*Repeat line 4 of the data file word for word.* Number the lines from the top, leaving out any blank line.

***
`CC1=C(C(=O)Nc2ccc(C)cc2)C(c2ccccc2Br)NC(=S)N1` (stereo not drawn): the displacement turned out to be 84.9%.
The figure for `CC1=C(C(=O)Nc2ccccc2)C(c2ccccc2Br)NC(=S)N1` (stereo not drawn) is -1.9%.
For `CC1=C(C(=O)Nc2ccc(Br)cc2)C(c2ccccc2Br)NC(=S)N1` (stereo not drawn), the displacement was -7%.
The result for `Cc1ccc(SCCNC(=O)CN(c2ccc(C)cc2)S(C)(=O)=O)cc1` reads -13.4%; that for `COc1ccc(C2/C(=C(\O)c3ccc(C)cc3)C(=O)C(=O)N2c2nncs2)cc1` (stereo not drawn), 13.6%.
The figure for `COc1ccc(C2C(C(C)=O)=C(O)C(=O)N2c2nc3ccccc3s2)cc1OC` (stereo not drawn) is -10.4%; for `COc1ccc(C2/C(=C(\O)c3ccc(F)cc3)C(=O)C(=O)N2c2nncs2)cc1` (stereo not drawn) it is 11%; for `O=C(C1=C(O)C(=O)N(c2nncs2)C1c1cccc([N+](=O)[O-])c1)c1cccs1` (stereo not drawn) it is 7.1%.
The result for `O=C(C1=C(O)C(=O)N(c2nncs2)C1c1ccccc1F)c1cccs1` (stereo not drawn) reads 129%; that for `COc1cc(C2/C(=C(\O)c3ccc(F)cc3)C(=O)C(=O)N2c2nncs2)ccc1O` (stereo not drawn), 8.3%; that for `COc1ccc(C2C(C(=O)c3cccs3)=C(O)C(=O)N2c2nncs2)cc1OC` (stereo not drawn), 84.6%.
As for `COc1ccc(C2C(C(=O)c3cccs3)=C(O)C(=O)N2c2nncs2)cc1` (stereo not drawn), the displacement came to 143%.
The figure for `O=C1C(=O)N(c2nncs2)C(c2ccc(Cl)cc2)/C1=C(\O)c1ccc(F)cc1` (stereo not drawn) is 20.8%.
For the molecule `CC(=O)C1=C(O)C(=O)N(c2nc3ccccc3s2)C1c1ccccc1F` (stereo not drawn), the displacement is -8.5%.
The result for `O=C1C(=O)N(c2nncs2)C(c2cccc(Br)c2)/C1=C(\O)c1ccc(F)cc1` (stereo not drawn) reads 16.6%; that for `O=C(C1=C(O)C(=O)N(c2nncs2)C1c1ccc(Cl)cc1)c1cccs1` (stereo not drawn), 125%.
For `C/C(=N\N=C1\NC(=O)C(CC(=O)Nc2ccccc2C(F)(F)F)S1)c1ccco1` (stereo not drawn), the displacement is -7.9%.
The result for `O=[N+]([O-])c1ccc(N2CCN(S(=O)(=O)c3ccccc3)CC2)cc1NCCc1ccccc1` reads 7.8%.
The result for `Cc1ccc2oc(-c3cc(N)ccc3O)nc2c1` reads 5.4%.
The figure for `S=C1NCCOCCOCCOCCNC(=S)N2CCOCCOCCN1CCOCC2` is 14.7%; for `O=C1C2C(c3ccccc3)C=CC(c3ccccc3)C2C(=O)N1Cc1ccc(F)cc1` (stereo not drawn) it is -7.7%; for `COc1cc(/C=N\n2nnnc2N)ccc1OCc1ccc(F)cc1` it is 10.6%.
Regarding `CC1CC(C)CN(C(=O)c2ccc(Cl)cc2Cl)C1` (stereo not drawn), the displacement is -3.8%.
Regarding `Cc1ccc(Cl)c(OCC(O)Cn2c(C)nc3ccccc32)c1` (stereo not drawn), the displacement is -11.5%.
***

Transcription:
The result for `Cc1ccc(SCCNC(=O)CN(c2ccc(C)cc2)S(C)(=O)=O)cc1` reads -13.4%; that for `COc1ccc(C2/C(=C(\O)c3ccc(C)cc3)C(=O)C(=O)N2c2nncs2)cc1` (stereo not drawn), 13.6%.